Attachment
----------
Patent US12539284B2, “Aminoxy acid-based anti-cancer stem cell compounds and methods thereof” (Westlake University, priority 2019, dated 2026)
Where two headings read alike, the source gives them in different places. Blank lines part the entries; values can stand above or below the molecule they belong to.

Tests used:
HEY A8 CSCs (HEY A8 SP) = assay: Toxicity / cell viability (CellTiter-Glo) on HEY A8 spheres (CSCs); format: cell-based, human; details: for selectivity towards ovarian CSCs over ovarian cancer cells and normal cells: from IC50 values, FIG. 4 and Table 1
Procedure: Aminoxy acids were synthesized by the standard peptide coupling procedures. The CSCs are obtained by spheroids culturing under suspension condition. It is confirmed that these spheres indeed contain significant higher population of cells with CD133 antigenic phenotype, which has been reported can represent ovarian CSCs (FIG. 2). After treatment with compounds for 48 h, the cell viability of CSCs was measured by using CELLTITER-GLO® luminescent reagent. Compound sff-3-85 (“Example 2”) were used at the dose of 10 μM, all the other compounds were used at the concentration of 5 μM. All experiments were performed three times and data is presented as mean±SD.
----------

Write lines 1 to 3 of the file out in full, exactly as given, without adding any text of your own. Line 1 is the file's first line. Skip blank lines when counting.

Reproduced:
Patent US12539284B2, “Aminoxy acid-based anti-cancer stem cell compounds and methods thereof” (Westlake University, priority 2019, dated 2026)
Where two headings read alike, the source gives them in different places. Blank lines part the entries; values can stand above or below the molecule they belong to.

Tests used: